Soft tissue ankle impingement lesions have become a clinically interesting topic.
In 1943, Morris described this condition as “athletes’ ankle,” and McMurry (1950) referred to the disorder as “soccer ankle.” Many authors became interested in this pathological issue and viewed it as genuine syndrome: “anterior ankle impingement syndrome.”
This painful condition can be determined by the presence of osteophytes or soft tissue disorder resulting from chronic friction between the joint surfaces or after trauma.
Patients are generally young, often professional athletes, and complain of persistent pain affecting the ankle in the anterior or posterior compartments or both, sometimes associated with a reduced range of motion (ROM). Anterior impingement syndrome may be anterior, anterolateral or anteromedial. Plantarflexion and internal rotation are the most common causes of ligament injuries, resulting in the impingement syndrome.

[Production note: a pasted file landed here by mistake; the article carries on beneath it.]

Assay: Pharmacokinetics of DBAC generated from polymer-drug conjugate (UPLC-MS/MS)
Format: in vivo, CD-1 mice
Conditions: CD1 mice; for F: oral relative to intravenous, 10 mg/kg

Posterior ankle impingement is mainly present on forced plantarflexion and may be the result of an acute or chronic injury with a compression of the thick joint capsule or scar tissue between the calcaneus and the posterior tibial rim.
Arthroscopic treatment is an excellent solution for the treatment of anterior or posterior impingement syndrome, given the numerous advantages of this surgical technique. It is important for the surgeon to harvest precise anamnestic data to decide the proper therapeutic indications and treatment.
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Soft tissue impingement (MP4 306,205 kb)
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